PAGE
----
Inclusion: we’ve got to be practical Part 1

I have just finished reading some great blogs on inclusion….QT may have ruffled some feathers but the response has been fantastic; in my opinion we cannot have enough debate on this topic, because SEND is not going away!

In some ways I can sympathise with the notion of having quiet, studious classes where all children want to learn….but these already exist in private provision and some academies and free schools. Of course, being teachers, we all want to teach….I hear that mantra regularly, both from staff of excluding schools and staff in the PRU, usually when we have a particularly challenging child with complex needs or behaviour! This is usually followed by comments on not wanting to be a social worker, pmld teacher, autism specialist etc etc. I have (shame) made those comments myself in the far past….teaching SEND is jolly hard work when you have a range of complex needs…but I have also given myself a shake and gone on to do the best I can for the children. All my career I have had to fight to give both parents and vulnerable children a voice and make sure they get their educational needs met and it is even more so of a challenge in the current climate; there is  a distinct lack of both funding and will with very itchy fingers on the exclude button, but we cannot give up. Giving up is not an option but is an abdication of professional and personal responsibility.

So to practicalities. A large part of my role is giving help and support to teachers and schools on both SEND and behaviour, and often the two are linked. These are the responsibility of the governors and Head Teacher…if a ‘lone class teacher’ is being left to manage on their own without support, then that is the fault of the school. I can remember in a previous job an NQT being told by the Head not to go running to him for help….I’d like to think those days are gone …aren’t they? I usually ask to look at the behaviour policy if it’s a whole school issue; often problems occur when teachers are operating outside of this. Behaviour systems need to be consistent and fair and easily understood and implemented. Often with some tweaking and staff INSET snags can be ironed out. Also training of key individuals such as behaviour and learning mentors can pay dividends; one school who constantly referred pupils to us rarely does so any more because they have taken more control of their own systems after a lot of input from our staff. As they are a town school with an extremely challenging catchment this is also very cost effective.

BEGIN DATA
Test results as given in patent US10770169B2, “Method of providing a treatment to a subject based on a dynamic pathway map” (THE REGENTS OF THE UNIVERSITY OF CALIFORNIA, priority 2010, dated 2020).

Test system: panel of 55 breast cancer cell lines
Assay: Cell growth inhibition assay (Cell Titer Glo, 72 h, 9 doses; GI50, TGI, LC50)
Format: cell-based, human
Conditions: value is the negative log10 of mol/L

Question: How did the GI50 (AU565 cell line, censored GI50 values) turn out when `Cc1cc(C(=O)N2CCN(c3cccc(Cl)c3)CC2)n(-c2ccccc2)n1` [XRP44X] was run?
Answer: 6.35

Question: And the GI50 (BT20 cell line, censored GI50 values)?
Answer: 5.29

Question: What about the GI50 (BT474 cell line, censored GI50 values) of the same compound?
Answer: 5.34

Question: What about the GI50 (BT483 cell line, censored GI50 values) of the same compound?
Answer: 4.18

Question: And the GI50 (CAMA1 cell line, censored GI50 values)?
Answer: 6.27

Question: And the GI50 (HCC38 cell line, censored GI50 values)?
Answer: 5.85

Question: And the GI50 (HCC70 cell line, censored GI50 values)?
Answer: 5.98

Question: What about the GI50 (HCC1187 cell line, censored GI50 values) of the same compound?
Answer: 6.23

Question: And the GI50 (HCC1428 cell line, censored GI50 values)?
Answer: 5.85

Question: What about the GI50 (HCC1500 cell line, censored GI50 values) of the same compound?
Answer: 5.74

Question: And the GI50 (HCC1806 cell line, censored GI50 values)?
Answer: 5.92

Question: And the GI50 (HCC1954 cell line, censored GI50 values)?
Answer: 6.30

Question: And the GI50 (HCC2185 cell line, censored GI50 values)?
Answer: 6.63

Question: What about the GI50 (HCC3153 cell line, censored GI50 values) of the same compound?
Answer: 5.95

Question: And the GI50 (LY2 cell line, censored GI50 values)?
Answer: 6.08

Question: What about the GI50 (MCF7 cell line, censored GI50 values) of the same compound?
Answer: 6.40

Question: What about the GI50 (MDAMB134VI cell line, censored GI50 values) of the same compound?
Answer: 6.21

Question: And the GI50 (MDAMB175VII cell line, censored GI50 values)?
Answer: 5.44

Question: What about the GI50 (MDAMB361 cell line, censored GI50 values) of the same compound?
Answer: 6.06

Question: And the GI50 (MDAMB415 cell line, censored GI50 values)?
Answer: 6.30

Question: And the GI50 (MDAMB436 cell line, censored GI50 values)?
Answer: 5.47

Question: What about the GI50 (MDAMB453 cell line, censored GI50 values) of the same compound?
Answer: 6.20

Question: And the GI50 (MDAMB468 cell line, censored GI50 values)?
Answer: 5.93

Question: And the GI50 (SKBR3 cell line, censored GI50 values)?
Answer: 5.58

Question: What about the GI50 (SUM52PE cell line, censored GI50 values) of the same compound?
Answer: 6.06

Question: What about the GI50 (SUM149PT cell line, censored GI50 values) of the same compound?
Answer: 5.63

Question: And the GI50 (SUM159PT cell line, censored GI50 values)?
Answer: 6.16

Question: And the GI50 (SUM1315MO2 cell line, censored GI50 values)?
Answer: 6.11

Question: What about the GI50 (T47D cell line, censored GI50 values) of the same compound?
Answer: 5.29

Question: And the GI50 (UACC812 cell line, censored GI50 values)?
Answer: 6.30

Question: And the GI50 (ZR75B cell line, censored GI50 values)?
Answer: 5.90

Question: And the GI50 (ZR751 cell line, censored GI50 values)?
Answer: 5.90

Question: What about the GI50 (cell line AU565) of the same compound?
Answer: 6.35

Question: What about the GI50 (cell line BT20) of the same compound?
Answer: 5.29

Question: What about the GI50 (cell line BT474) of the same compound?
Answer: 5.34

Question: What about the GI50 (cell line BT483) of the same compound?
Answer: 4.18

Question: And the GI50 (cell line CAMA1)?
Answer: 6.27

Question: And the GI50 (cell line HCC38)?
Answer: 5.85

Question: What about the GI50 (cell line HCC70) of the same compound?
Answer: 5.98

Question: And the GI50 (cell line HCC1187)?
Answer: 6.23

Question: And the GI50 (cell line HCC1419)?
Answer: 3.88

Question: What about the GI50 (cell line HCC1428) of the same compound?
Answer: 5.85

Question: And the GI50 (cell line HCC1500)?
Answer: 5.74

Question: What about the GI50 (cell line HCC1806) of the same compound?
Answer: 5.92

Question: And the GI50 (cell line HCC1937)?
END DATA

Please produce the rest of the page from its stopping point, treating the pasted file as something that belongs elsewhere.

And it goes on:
In individual cases of challenging pupils I usually ask for a BOXALL to be completed and analyse the gaps. For those of you who don’t know this, go to the Nurture Group Network at  BOXALL is a brilliant tool, particularly for children with attachment issues, and Beyond the Boxall is a great (and cheap at £25) resource with activities to build resilience and close the gaps; it also saves hours of planning! Next I check that all possible underlying medical conditions have been explored via the family doctor referring to a paediatrician. It’s amazing how many schools haven’t already gone down this route, even in the face of suspected ASD/ ADHD. It needs doing anyway to support any possible EHC Plan but diagnosis and the right meds/ strategies can have an instant effect on behaviour and learning. One boy who came to us on placement and is awaiting a fresh start at a new school has altered dramatically now he is on ADHD meds….literally this is life changing as previously he could not keep a limb still, was oppositional, and these were barriers to learning, good behaviour and making friends.
I then do an observation of the child in structured and unstructured times ready to draw up an action plan.

In Part 2 I will go on to give some practical ideas for managing behaviour and SEND. I am not in favour of producing flowery reports with fancy phrases such as ‘ nurturing his inner sensitivity ‘ ( seen in a report from a consultant just prior to the child’s permanent exclusion)! A busy class teacher needs practical help, preferably modelled by the adviser, not words on a page….as QT says, they have enough to do in a class of 30+  As I have said in previous blogs I am going alone as a consultant next academic year so I need to give value for money! And be actually useful!! Schools have asked me to liaise with parents and carers who are understandably nervous about their children and SEND and this communication is vital in moving things forward. (I’m actually rather good at this)

In conclusion, SEND is here to stay and we need practical solutions that actually work! Yes it maybe that a child will need specialist provision via an EHCP but that needs time and effort putting in!


3 thoughts on “Inclusion: we’ve got to be practical Part 1

  1. Pingback: Segregation – a collection of responses | MainstreamSEND

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